Calloway County Library expansion sparks community controversy

Chalice Keith/TheNews

Story by Lindsey Coleman, Contributing writer and Sydney Anthony, Contributing writer

Calloway County Judge Executive Larry Elkins sent several emails to the community expressing his disapproval of what he thought was an $8 million project. However, Library Board of Trustees acting president Ryan Alessi said some of the information Elkins is spreading to the community is not true.

On Sept. 14, in response to WPSD’s Calloway County Library Taxing District report, Elkins sent an email intended for “Calloway County taxpayers and other interested parties.”

Elkins wrote, “The point of this hard luck story is, we can’t and shouldn’t raise taxes to meet every need and satisfy the wishes of every group.”

However, the library board voted to approve a lower tax rate at the Aug. 10 board meeting. Alessi said the board lowered real estate taxes by 8 percent and personal property taxes by 52 percent.

Alessi said the Calloway County Public Library is funded with a portion of the county’s taxes on real estate property and personal property, which is based on cents-per-$100 of assessed value.

“Most of what I’ve heard has been from community members and supporters of the library who don’t understand why Elkins keeps misrepresenting facts and sending out emails that are not accurate,” Alessi said.

In his 2011 State of the Community address, Elkins said he wanted to see a library expansion before the end of his term in 2018.

Alessi said this expansion project has been several years in the making. He said extensive research has been conducted to see what would be the best option for Calloway County’s library and an architect was hired in January to work on the project. The Calloway County Library Board of Trustees is looking into expansion options for the current library building. However, the community has expressed concern about the changes.

Alessi said the current library was last renovated in the 1970s, and it has 12,047 square feet, which, according to state standards, is half of the expected size of a library in a county with 38,000 people like Calloway.

“It’s quite obvious that the library is just too small for Calloway County,” Alessi said.

Alessi said Elkins cannot keep the expansion from happening, but his comments do play a pivotal role in the discussion of expansion.

“I personally just want to make sure what he’s saying is accurate because it helps no one to misrepresent the facts,” Alessi said.

Expansion isn’t the only library issue that involves Elkins.

Alessi said Elkins has yet to name new library board members, even though the board sent out nominations to fill the position in May.

According to the library bylaws, the board selects two nominees for each seat, and those nominees are referred to the Kentucky Department of Libraries and Archives, which are then sent to the judge executive for Calloway County for selection.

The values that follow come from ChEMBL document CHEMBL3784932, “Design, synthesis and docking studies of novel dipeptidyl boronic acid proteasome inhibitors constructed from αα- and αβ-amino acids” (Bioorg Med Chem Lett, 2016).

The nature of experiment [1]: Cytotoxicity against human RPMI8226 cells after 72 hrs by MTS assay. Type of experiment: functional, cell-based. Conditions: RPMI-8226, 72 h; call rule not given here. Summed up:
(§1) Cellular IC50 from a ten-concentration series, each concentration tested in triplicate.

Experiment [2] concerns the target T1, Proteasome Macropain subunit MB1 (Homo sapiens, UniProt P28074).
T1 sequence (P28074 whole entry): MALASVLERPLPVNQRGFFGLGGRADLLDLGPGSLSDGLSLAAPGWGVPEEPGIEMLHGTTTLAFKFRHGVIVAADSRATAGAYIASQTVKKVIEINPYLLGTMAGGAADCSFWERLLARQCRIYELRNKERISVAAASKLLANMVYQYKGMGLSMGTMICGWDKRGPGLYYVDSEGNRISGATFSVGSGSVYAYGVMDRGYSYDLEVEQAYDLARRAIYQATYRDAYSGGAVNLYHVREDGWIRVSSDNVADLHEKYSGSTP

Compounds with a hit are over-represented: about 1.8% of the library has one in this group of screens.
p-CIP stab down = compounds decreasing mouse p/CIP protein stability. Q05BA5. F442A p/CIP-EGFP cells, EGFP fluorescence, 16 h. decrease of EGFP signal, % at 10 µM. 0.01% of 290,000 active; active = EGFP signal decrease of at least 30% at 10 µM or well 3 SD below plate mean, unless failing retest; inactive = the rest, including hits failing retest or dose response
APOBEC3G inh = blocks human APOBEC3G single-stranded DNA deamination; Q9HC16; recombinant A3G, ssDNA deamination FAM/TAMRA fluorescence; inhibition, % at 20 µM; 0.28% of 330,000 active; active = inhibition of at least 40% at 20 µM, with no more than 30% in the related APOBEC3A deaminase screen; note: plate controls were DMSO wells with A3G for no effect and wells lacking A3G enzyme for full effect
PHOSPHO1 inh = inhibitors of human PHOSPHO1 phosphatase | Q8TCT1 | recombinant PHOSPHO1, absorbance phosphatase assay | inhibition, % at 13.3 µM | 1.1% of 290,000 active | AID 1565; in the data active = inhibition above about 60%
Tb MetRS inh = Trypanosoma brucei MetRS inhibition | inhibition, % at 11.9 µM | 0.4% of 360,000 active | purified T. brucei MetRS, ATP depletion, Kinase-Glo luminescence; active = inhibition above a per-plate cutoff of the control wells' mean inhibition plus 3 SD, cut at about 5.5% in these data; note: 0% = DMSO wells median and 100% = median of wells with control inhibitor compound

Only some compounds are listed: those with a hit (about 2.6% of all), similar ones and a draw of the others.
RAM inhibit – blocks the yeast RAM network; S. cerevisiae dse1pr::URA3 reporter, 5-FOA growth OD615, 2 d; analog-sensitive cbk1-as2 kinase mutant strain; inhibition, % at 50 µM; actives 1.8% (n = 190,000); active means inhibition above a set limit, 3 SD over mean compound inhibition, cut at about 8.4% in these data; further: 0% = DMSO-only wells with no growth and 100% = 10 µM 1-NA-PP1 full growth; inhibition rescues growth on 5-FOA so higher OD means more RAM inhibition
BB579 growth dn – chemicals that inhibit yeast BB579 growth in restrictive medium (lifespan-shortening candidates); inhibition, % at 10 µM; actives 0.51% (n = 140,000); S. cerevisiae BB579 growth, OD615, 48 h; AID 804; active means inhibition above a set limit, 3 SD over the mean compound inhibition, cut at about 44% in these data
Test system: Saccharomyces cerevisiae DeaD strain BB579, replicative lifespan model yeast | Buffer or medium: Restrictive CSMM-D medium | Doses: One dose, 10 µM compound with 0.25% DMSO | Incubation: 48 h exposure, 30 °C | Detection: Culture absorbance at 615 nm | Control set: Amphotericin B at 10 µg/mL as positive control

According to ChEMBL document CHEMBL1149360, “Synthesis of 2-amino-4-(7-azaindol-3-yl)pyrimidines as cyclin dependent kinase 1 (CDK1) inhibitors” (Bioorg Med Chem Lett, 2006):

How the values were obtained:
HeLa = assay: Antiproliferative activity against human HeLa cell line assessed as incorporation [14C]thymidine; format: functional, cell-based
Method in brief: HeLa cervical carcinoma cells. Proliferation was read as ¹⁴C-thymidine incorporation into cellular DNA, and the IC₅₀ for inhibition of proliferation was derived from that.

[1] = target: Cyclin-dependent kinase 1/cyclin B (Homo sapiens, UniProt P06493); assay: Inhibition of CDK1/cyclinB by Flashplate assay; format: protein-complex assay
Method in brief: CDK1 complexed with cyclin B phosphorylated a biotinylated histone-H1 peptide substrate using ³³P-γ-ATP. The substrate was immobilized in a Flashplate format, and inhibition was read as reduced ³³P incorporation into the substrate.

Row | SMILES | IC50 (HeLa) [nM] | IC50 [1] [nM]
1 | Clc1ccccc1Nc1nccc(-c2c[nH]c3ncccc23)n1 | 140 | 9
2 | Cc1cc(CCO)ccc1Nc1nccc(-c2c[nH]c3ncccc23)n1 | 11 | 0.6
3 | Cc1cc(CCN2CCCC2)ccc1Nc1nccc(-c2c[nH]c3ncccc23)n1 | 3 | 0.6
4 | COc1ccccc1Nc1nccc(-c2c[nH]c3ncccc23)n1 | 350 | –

Chalice Keith/TheNews

Chalice Keith/TheNews

Alessi has been the acting president since his term as secretary ended Aug. 15. He said the previous president had to step down due to prior obligations. He said he must remain in the position until Elkins selects new board members.

“He’s the one who gets to select the board members,” Alessi said. “That’s all in the judge’s control.”

In the aforementioned email, Elkins said he was concerned about more worthy community needs such as a renovated animal shelter and courthouse.

As for monetary concerns for the library expansion, Alessi said the library has already started saving.

“He’s right, the county has other needs, but those needs are to be addressed by the fiscal court,” Alessi said. “The money that the library has been setting aside for capital improvement is money that was set aside specifically for the library.”

Alessi said the library currently has $2.5 million to put toward the expansion, and he said there is no official $8 million project at all, despite Elkin’s email to the community.

He said right now the board is working to decide what community members want in a 21st century library.

He said some community members have questioned how many people actually use the library. According to the Department for Libraries and Archives, in fiscal year 2014-2015, more than 329,000 visits were made to the Calloway County Public Library.

“We’re taking our time,” Alessi said. “We’re getting feedback from the community at every step of the way. We’re doing this all in public meetings so that things go in intervals. That has always been our plan: to go very methodically and to do our due diligence.”

The next library board meeting is on Oct. 12, when it hopes to set a direction for the project and assess the next steps that need to be taken. All meetings are open to the public.

Click here to read a Q&A with Elkins regarding the library expansion.